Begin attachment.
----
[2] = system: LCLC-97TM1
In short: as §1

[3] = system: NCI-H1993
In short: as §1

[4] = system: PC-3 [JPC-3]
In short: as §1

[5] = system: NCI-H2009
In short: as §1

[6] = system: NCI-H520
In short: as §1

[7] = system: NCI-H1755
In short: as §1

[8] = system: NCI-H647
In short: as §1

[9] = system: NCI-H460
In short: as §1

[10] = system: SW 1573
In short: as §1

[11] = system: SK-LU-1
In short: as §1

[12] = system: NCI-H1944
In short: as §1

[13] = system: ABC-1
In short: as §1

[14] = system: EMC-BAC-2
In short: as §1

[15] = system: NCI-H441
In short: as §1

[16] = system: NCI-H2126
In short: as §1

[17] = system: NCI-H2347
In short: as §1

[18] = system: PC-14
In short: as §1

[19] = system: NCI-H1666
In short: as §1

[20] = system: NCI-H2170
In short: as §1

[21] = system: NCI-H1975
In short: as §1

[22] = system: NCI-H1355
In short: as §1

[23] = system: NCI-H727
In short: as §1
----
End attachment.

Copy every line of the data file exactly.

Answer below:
[2] = system: LCLC-97TM1
In short: as §1

[3] = system: NCI-H1993
In short: as §1

[4] = system: PC-3 [JPC-3]
In short: as §1

[5] = system: NCI-H2009
In short: as §1

[6] = system: NCI-H520
In short: as §1

[7] = system: NCI-H1755
In short: as §1

[8] = system: NCI-H647
In short: as §1

[9] = system: NCI-H460
In short: as §1

[10] = system: SW 1573
In short: as §1

[11] = system: SK-LU-1
In short: as §1

[12] = system: NCI-H1944
In short: as §1

[13] = system: ABC-1
In short: as §1

[14] = system: EMC-BAC-2
In short: as §1

[15] = system: NCI-H441
In short: as §1

[16] = system: NCI-H2126
In short: as §1

[17] = system: NCI-H2347
In short: as §1

[18] = system: PC-14
In short: as §1

[19] = system: NCI-H1666
In short: as §1

[20] = system: NCI-H2170
In short: as §1

[21] = system: NCI-H1975
In short: as §1

[22] = system: NCI-H1355
In short: as §1

[23] = system: NCI-H727
In short: as §1